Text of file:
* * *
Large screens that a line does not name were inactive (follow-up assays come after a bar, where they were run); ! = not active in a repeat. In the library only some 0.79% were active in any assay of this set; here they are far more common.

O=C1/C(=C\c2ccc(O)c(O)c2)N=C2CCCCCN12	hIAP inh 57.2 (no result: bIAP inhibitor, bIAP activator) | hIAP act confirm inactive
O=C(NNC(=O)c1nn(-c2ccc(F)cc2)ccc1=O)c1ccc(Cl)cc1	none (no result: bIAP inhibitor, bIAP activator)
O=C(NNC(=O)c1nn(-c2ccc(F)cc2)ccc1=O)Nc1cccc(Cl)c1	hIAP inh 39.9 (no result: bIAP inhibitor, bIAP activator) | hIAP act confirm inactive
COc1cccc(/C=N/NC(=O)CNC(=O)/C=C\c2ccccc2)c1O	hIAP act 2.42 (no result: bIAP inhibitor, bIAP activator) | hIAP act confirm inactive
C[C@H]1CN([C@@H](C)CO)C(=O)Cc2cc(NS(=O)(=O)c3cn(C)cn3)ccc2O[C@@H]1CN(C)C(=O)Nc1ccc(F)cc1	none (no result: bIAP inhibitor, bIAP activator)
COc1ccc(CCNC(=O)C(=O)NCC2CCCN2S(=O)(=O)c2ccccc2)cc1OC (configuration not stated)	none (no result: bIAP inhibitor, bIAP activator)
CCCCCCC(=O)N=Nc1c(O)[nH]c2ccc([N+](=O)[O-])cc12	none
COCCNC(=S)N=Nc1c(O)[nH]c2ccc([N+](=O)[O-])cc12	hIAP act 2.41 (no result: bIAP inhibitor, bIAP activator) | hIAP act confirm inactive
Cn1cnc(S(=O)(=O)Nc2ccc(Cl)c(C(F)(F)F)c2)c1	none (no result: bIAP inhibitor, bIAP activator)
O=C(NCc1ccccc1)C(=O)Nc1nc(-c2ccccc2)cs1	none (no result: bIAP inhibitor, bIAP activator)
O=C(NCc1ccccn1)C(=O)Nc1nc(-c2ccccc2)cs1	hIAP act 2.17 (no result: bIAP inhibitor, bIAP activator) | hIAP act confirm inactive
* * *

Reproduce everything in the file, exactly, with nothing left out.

Large screens that a line does not name were inactive (follow-up assays come after a bar, where they were run); ! = not active in a repeat. In the library only some 0.79% were active in any assay of this set; here they are far more common.

O=C1/C(=C\c2ccc(O)c(O)c2)N=C2CCCCCN12	hIAP inh 57.2 (no result: bIAP inhibitor, bIAP activator) | hIAP act confirm inactive
O=C(NNC(=O)c1nn(-c2ccc(F)cc2)ccc1=O)c1ccc(Cl)cc1	none (no result: bIAP inhibitor, bIAP activator)
O=C(NNC(=O)c1nn(-c2ccc(F)cc2)ccc1=O)Nc1cccc(Cl)c1	hIAP inh 39.9 (no result: bIAP inhibitor, bIAP activator) | hIAP act confirm inactive
COc1cccc(/C=N/NC(=O)CNC(=O)/C=C\c2ccccc2)c1O	hIAP act 2.42 (no result: bIAP inhibitor, bIAP activator) | hIAP act confirm inactive
C[C@H]1CN([C@@H](C)CO)C(=O)Cc2cc(NS(=O)(=O)c3cn(C)cn3)ccc2O[C@@H]1CN(C)C(=O)Nc1ccc(F)cc1	none (no result: bIAP inhibitor, bIAP activator)
COc1ccc(CCNC(=O)C(=O)NCC2CCCN2S(=O)(=O)c2ccccc2)cc1OC (configuration not stated)	none (no result: bIAP inhibitor, bIAP activator)
CCCCCCC(=O)N=Nc1c(O)[nH]c2ccc([N+](=O)[O-])cc12	none
COCCNC(=S)N=Nc1c(O)[nH]c2ccc([N+](=O)[O-])cc12	hIAP act 2.41 (no result: bIAP inhibitor, bIAP activator) | hIAP act confirm inactive
Cn1cnc(S(=O)(=O)Nc2ccc(Cl)c(C(F)(F)F)c2)c1	none (no result: bIAP inhibitor, bIAP activator)
O=C(NCc1ccccc1)C(=O)Nc1nc(-c2ccccc2)cs1	none (no result: bIAP inhibitor, bIAP activator)
O=C(NCc1ccccn1)C(=O)Nc1nc(-c2ccccc2)cs1	hIAP act 2.17 (no result: bIAP inhibitor, bIAP activator) | hIAP act confirm inactive